Southern France Turns Around Wine Marketing Ways
Southern France is one of the world's oldest, toughest wine-making regions, and now is seen as both the most innovative and biggest regional exporter. (AP via Breitbart.com, February 19,2008).
A pleasant turnaround say exhibitors at this years 8th Mediterranean wine trade fair, Vinisud, given that this part of France only five or six years ago was one of the hardest hit by competition from so called "New World" producers -- Australia, America, Chile, Argentina, to name a few.
In the last two or three years it has earned itself the title of most innovative and is now volume the leading regional exporter of French wines with seven million hectolitres shipped abroad in 2007.
"Last year 1.3 million bottles of Arrogant Frog were exported to Australia, a 20 percent increase on 2006," said Jean Claude Mas, the wines Languedoc-based producer. Mas says those figures make it the most imported French wine in Australia.
Asked why, he points to the label showing a jaunty frog in a red jacket and beret, swinging a walking stick. "It is constructive self derision. We have always been told we are second rate, by Bordeaux, by Burgundy, so we have to go at things another route."
The producing region of southern France broadly includes Languedoc-Roussillon, Rhone, Provence, Midi-Pyrenees and Corsica -- but the Languedoc and the Rhone are probably the best known outside of France.
Slick Packaging - Aluminum Bottle
Eye-catching names such as Arrogant Frog, Fat Bastard, the Rhoning Stones and Bois-Moi (Drink Me), are certainly part of the story, as is the willingness to try ever newer, ever slicker packaging.
"As far as I know this is the first ever wine in a full size aluminium bottle," said Stephane Oudar, export director of Boisset, a producer already famous for putting its Languedoc wines, red, white and rose, in a tetra pack and calling it French Rabbit.
Next year, or sooner, Boisset will launch its new range of Organic French Rabbit in a tetra pack. To date both the tetra pack and the aluminium bottle, to be launched in the US in two months, are aimed mainly at export markets rather than "traditional" -- meaning French and other European consumers -- ones.
Other innovations include the Kube, a clear plastic box with a bag of wine inside -- one up on the plastic pouch plus cardboard surround bag-in-box type structure. It is better, say producers, because it is more easily recyclable, being all plastic, rather than a plastic paper mix, and you can also, if desired, stick it in the snow or a river.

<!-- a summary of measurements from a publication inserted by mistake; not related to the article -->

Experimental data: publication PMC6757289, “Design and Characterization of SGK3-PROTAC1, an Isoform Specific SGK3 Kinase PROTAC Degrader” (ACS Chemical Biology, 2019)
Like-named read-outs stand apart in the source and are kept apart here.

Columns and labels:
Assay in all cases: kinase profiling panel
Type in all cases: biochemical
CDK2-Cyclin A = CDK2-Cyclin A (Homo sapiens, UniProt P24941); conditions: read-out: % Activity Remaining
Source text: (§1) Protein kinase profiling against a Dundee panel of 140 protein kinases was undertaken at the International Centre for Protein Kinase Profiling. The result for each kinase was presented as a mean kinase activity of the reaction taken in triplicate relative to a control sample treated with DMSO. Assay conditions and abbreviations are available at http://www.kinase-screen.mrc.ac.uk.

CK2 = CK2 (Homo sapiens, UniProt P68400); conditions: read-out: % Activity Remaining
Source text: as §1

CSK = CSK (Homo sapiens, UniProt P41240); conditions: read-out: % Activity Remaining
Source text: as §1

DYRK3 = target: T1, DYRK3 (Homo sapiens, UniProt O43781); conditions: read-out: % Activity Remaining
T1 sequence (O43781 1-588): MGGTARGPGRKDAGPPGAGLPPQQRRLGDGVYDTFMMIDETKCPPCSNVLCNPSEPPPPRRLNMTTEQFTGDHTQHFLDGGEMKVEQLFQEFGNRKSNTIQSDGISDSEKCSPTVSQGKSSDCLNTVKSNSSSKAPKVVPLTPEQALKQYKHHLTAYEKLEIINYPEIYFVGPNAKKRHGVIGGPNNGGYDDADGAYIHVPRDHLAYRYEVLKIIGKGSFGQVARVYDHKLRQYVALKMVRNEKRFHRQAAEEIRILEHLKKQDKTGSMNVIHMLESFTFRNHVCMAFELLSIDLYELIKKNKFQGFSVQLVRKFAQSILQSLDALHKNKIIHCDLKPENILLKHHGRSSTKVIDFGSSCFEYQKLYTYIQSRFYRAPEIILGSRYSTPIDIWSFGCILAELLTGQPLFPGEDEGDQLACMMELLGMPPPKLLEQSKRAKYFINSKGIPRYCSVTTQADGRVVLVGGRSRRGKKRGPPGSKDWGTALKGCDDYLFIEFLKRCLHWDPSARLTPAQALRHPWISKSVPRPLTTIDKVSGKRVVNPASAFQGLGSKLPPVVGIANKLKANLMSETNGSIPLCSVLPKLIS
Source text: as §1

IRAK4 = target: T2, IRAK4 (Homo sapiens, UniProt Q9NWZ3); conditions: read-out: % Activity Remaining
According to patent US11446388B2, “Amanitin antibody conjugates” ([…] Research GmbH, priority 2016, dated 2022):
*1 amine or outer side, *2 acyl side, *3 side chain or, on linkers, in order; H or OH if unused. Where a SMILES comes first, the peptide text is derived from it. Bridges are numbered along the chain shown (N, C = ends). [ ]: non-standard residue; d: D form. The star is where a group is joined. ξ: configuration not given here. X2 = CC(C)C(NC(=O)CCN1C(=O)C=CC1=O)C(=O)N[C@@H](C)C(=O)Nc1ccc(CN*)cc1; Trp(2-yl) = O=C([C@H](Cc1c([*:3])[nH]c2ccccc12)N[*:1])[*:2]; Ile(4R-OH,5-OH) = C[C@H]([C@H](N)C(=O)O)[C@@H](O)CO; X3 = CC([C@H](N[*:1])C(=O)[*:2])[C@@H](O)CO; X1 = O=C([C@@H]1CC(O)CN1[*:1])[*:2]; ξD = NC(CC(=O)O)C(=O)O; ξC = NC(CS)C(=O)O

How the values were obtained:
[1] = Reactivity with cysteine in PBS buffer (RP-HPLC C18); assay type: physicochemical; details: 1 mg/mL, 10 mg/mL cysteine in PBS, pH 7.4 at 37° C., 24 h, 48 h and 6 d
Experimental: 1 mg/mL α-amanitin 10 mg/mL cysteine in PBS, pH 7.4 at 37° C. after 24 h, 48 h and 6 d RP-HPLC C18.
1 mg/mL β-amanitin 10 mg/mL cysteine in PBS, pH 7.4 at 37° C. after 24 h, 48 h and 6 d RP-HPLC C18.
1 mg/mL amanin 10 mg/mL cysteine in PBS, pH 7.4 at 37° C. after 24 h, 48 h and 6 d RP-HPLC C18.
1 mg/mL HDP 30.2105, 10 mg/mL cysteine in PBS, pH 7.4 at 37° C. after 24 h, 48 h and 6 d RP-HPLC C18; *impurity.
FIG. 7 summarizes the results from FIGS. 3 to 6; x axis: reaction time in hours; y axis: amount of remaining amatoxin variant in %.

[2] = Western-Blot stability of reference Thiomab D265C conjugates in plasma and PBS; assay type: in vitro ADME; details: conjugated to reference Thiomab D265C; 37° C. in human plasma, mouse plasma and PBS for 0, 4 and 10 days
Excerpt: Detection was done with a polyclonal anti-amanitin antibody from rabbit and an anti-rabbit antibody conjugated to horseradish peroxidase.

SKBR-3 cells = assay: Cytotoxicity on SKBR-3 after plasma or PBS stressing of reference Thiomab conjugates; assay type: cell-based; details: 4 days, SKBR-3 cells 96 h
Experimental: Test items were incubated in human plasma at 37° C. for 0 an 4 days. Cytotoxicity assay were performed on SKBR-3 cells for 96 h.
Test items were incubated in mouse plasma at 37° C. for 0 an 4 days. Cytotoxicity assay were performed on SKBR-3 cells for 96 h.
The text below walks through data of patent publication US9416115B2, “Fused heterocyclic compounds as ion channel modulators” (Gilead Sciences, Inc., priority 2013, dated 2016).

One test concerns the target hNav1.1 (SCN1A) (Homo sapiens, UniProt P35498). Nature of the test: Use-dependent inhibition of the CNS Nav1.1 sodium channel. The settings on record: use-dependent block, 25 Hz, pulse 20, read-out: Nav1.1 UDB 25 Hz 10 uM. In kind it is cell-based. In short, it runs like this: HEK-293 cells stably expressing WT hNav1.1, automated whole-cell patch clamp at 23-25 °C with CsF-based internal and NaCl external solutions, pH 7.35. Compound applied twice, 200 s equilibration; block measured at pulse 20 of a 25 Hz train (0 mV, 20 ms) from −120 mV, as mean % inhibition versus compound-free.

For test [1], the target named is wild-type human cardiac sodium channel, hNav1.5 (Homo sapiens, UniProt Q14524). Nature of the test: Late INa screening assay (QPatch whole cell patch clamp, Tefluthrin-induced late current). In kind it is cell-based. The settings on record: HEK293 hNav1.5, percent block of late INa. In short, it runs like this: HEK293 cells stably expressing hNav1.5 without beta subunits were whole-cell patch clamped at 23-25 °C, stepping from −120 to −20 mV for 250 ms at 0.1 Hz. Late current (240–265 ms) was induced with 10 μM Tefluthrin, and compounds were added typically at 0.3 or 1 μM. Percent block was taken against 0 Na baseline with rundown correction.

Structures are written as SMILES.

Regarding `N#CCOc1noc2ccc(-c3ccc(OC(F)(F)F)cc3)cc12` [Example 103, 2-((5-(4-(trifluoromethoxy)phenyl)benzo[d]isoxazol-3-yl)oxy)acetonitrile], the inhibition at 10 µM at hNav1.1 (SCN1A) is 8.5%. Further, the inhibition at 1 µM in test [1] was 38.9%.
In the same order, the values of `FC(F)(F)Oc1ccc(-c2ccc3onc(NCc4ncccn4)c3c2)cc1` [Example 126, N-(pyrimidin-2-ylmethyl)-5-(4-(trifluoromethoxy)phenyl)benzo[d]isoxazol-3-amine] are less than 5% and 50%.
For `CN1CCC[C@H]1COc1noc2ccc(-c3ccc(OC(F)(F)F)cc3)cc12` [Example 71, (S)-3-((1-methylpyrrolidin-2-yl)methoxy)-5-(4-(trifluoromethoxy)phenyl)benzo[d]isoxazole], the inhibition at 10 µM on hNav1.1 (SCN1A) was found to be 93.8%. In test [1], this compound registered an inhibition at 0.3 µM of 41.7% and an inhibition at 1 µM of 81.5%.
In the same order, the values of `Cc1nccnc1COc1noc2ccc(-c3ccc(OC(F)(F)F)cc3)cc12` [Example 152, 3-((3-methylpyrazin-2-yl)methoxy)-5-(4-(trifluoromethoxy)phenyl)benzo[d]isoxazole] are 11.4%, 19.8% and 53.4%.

Apart from the names and the packaging however, there is the wine itself, which tastes better than many mid-range wines from Bordeaux or Burgundy.
"We dont bother with Vinexpo (the major Bordeaux wine trade fair held in alternate odd numbered years), the value is here," said Peter Ward, a buyer from Ireland.
The reasons for this, say both local and outside producers, are the ideal weather and soil conditions for wine growing.
There is also a far wider range of wine-making techniques for those who choose to make wines in the lesser ranking, but more innovative, Vins de Pays dOc category.
"It is a more liberal system here, with the vin de pays appellation," said Ruth Simpson, producer of Le Coq DOc wine. Simpson, who owns Domaine Sainte Rose with her husband, moved to the region to produce wine five and a half years ago and says they chose the region for that reason.
"You can use wood chips, wood planks, you can irrigate, you can plant different, more commercially useful grape varieties. It is a microcosm of the new world," Simpson said.
For the organisers of this years Vinisud, which started in 1994 and is held in every even numbered year, that is precisely the point.
Everywhere around the show posters proclaim "The New French Style" and both buyers and exhibitors are happy to claim comparisons to the new world, that might be an insult elsewhere in the country.
Indicating further progress in the region, Vinisud 2008 is also boasting increased exhibitor figures of 1,600 stands, increased visitor numbers, expected to reach 35,000 people and a 200 percent increase in foreign buyers.
"This area is now competing with New World," said James Nicholson, a buyer for the UK and Ireland. "In Bordeaux, the top 30 chateaux can just sell what they make. Here everyone has to be innovative."
Even apart from trade show figures, however, Simpson points out another telling sign of success. The shadowy militant group -- the Comite Regional d'Action Viticole (CRAV) -- known for its emptying of wine vats in the middle of the night, sabotaging of railway lines, and sweeping of foreign wines off supermarket shelves, has not been in the news recently.
"CRAV has certainly calmed down since prices went up," she said simply.